OldMaps.com Antique Map Price Record includes the most up-to-date information on the antique maps market.
The database currently contains over 200,000 entries, representing thousands of mapmakers.
This data was compiled from the offerings in thousands of dealer and auction catalogs beginning in 1982. New listings are routinely added as they become available.
While the Antique Map Price Record provides an extensive survey of the market, it is not a complete record
of all sales. The database is meant instead to provide you with a broad sample of the
market and adequate information from which to determine the general value of a map.
If a specific map is not found, studying comparable items from the same period,
cartographer or geographical region will assist in determining an approximate value.
This database is compiled from various published sources and indexed into a standardized format.
The powerful search engine provides a quick and efficient method to locate and compare entries
from several different indexes.
There are a number of variations in the way antique maps are cataloged. The database has normalized
these where possible. However, the following salient points will assist you in locating a
specific or comparable entry.
Some maps have more than one title. Titles may appear in a cartouche, above the map, or may be
repeated in another language. The same map may have a different title depending on the language
of the edition in which it was published. In many cases, a dealer may have paraphrased or
abbreviated the title. Wherever possible the title is given verbatim with the exact spelling
and punctuation. It is customary to omit unnecessary parts of very long titles, but there is
not a standardized format for such omissions. Maps without a title appear in the database
with the word Untitled, generally followed by a descriptive title enclosed in square brackets
[ ]. Diacritical characters such as umlauts and accents are omitted to facilitate computer searches.
However, certain old spelling patterns are changed to their modern form. The most common old
spellings that are affected involve the letters u, v, s, and f. Some examples include:
Noua = Nova
Tabvla = Tabula
Oueft = Ouest
Cartographer or Map-Maker
This designation is somewhat arbitrary as it may include several different people involved in the creation
of a map. This can include the surveyor, draughtsman, engraver, printer, and/or publisher. There is
no consistent standard for assigning one of these people as the map-maker. For instance, many U. S.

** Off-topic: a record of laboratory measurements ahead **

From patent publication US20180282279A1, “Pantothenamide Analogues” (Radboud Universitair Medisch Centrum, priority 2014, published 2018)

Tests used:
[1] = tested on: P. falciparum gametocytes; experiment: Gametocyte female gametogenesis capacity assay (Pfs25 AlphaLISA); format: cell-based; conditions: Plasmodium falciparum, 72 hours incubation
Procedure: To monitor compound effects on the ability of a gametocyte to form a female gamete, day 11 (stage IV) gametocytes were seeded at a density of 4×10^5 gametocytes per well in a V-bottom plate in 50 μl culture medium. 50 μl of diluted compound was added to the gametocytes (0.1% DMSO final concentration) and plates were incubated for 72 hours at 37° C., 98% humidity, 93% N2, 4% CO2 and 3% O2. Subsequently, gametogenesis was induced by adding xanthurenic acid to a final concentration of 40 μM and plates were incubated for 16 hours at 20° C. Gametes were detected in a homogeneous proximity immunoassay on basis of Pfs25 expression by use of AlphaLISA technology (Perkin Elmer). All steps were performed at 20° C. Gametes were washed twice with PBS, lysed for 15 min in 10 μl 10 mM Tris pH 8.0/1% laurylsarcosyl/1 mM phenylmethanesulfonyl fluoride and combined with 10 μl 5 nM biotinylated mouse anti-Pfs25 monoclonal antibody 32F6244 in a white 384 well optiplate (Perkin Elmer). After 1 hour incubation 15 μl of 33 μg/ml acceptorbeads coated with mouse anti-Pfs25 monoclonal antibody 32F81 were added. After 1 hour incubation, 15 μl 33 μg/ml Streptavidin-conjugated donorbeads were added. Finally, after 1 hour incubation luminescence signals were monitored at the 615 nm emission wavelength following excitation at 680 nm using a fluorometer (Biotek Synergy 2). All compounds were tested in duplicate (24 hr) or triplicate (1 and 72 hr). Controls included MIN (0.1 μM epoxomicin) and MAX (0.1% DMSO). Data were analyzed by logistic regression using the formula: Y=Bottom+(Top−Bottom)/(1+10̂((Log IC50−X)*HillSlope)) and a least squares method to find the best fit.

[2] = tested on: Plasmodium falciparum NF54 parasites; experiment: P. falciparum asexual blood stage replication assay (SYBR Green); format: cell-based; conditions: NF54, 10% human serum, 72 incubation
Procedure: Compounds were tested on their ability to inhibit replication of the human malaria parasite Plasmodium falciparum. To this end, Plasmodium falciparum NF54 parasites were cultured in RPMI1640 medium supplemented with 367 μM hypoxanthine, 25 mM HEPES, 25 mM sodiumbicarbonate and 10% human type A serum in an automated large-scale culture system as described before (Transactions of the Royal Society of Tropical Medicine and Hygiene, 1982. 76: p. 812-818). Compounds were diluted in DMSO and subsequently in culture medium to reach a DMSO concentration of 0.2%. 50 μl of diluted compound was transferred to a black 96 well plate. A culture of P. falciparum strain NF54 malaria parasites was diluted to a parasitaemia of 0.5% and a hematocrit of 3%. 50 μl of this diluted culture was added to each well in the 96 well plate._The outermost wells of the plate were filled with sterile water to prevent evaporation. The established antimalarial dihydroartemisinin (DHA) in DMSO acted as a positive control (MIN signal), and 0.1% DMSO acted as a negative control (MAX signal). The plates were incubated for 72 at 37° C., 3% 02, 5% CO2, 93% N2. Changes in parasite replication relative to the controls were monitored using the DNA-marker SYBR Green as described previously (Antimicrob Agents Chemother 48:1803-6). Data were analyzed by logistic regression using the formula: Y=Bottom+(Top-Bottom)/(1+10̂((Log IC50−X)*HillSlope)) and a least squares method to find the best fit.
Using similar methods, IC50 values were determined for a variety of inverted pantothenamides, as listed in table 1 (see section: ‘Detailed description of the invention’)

government maps include the names of the surveyor, draughtman, and expedition commander. Therefore,
you may find the same map listed under three or four different cartographers. Where two cartographers
or publishers are known to have worked together, or took-over publication from one another, they will
listed together, e.g., Mercator/Hondius.
There are several dates that can be associated with a specific map. These can include the date the map
first appeared, date printed on the map, copyright date, published date or range, and circa date.
There again, there is not a standard within the community and you should expect to see some variation
between entries. The database contains dates in the format provided in the source catalog.
Subject or Geographical Region
There are inherent inconsistencies in the assignment of subject and geographical region. For instance,
a map covering the Northern Pacific Ocean and including both coastlines of Asia and North America
might be cataloged under the subject of Alaska because it depicts an early version in the mapping
of the region. Another dealer might designate it as a map of the Pacific, and still another might
catalog it under North America. Wherever, possible the editors have grouped similar maps in the same category.
Dimensions are provided in both inches and centimeters. The measurement of maps is not consistent
throughout the trade. Normally size is measured from the border or neatline of a map. However,
it sometimes represents the extent of the platemark, or even the paper size. While it should
not be relied on for exactness, it is helpful in determining the identity of maps when there
are several dissimilar entries with identical titles.
Prices in the database represent either a dealer's listing (asking price) or an auction's hammer price
including buyer's premium. Prices are shown in U.S. Dollars even though the price for which the
item was offered or sold may be a foreign currency. The currency conversion rates used were 1)
the date a dealer's catalog was received, or 2) the date of an auction. It must be borne in
mind that the actual price for which an item sold (represented in U.S. dollars) might
vary depending on currency fluctuations.
The database includes only two classifications - colored and black & white. The coloring on antique
maps may be described by a number of different terms; full, wash, outline, original, contemporary,
later, modern, printed, chromolithograph, etc. To further confusion, there is not a standard
designation used in the trade. Therefore, it was not possible in the context of this database
to accurately represent these variations.
There is not a standard condition classification in the antique map trade. Many dealers make a blanket
statement in their catalogs that all offering are in very good condition unless noted. Still others
only address condition when asked and do not mention it in the catalog. Even when included, one
dealer's 'fine' might be another dealer's 'very good', making comparisons difficult. Therefore,
subjective statements of condition are not included in the database. Specific descriptions of
special attributes, flaws, or repairs are included when provided.
If known, this information includes the name of the atlas or other publication from which a map has been
extracted. It may also include the author and/or publisher's name.
CityThis is the place of publication or the city in which a cartographer was known to have worked.
References are cited to direct you to a source of information that may help you to identify and/or learn
more about a given map. The information includes author, title, and page or catalog number. Most
references cited can be found in the list of references in the Resource Finder.